5 National Parks That Actually Allow Dogs On The Hiking Trails

As the weather warms up in spring, the last of the cool rains and muddy trails start to disappear; you are probably itching to grab your four-legged best friend and start hiking again. However, if your plans involve heading to a national park, it can be hard to figure out what trails and parks actually allow dogs. This is because while many national parks allow pets in the campgrounds, picnic areas, and maybe on a few paved paths near the visitor's center, the vast majority of U.S. national parks don't allow dogs on the hiking trails. There are a few reasons for this. First, some parks — like Zion – don't allow dogs for their own safety. While others — like the Great Smoky Mountains — don't allow dogs on the trails to protect local wildlife. Either way, the "no pets" rule is a national park standard.

Luckily, there are a few national parks in the U.S. that are safe for our canine companions and do allow dogs to join you on your hikes. So, if you want to take your dog adventuring this summer, here are the best national parks in the U.S. to hike with your dog. Just be sure to follow trail etiquette rules by keeping your pooch leashed while there and picking up after him or her to leave no trace – and you and your dog will have a wonderful time.

Shenandoah National Park

Located in Virginia, only around 75 miles from Washington D.C., Shenandoah is one of the few national parks that allows pets on the trails. In fact, Shenandoah has 500 miles of trails within its boundaries and only 20 trails are off-limits to dogs. On top of this, many trails that don't allow dogs — like the Bearfence Mountain Trail, the Stony Man Loop, and the Old Rag area trails — simply have rock scrambles and steep climbs that aren't suitable for canines.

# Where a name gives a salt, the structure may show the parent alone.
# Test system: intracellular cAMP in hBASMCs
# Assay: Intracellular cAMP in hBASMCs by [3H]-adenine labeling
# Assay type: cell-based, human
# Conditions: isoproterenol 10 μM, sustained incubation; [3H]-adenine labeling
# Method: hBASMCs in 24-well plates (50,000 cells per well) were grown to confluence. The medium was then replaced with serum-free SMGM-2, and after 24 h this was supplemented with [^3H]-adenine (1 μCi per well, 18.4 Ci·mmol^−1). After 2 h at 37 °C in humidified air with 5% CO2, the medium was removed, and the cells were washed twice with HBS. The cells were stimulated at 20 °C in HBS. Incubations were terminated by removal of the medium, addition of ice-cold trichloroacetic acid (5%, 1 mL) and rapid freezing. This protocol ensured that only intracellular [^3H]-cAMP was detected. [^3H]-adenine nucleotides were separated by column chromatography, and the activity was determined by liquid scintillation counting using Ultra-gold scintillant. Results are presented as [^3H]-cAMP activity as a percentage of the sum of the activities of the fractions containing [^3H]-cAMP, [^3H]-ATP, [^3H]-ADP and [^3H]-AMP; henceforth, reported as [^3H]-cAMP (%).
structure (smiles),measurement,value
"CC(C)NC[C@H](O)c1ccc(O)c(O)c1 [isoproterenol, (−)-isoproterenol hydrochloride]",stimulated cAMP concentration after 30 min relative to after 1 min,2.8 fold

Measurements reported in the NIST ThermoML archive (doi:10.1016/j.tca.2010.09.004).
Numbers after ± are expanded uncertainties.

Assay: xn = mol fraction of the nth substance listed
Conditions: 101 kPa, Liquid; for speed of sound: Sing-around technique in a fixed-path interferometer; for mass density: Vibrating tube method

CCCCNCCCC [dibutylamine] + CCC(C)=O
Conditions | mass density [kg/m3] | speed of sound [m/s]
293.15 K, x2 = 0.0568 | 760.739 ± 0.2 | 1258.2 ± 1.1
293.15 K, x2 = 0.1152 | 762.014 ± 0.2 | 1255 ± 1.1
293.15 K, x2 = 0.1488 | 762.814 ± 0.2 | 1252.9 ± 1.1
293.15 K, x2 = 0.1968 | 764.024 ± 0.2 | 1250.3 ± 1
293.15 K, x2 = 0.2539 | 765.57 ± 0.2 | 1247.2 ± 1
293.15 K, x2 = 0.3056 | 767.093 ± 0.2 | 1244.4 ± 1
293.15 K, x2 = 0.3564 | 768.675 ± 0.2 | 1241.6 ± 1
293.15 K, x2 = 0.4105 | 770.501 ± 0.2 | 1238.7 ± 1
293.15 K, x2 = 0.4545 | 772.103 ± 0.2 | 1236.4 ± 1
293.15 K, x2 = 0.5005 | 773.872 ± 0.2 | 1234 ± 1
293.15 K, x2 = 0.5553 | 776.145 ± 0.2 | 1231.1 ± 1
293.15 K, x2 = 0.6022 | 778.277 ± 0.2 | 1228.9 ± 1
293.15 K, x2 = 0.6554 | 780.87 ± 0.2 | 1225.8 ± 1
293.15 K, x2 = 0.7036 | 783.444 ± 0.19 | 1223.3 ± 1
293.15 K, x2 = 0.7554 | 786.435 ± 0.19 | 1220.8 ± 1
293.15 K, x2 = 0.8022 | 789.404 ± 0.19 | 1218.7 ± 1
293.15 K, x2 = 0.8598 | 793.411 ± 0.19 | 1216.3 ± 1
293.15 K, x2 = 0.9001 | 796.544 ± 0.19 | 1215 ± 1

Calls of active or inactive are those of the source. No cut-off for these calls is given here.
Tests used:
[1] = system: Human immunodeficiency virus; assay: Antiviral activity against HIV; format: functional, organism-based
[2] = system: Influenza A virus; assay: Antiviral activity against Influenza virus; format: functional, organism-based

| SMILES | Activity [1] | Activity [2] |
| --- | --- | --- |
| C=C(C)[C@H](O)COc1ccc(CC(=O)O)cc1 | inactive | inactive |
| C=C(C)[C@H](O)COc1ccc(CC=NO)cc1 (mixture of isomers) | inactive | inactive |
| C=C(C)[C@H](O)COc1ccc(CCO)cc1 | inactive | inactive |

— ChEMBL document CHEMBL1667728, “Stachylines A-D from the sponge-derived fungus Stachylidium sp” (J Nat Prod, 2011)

However, you can easily enjoy some of Shenandoah's other trails, including 101 miles of the famous Appalachian Trail. Or, if you are after scenic overlooks, go for the 2.5-mile-long Hawksbill Gap Trail. For rushing waterfalls and to have some fun splashing around with the pup, head to the dog-friendly 4-mile-long Rose River Loop Trail. One Redditor, who commented on the national parks forum of the website about their trip to Shenandoah with their dog, also recommended checking out the popular 8.3-mile-long White Oak Canyon Trail, which includes six waterfalls with swimming holes at the bottom.

Also, if you decide to pack up your pooch and head over to explore the Shenandoah Blue Ridge Mountains, the good news is that many of the lodging options inside the park have dog-friendly room options.

New River Gorge National Park

The New River Gorge (often just called "The New" by locals) is America's most recently established national park, having just been upgraded to prestigious status in 2020. Located in the mountains of West Virginia around the New River and its 1,000-foot-deep sandstone gorge, this park offers excellent views and outdoor recreation activities. But the best thing about this national park is that it allows pets pretty much everywhere, including at the rock climbing walls, on the river, and on all of the trails. The one requirement is that you take care of your doggo and keep him or her on a leash at all times. The park also includes plenty of pet-friendly lodging and dining options.

So, where should you and your canine companion explore in New River Gorge? According to one Redditor, you should start at the Endless Wall Trail to take in the views of the river and gorge below; then, if you are up for a challenge, hit the Kaymoor Miners Trail to descend into the gorge and check out the ghost town and old abandoned coal facility at the bottom.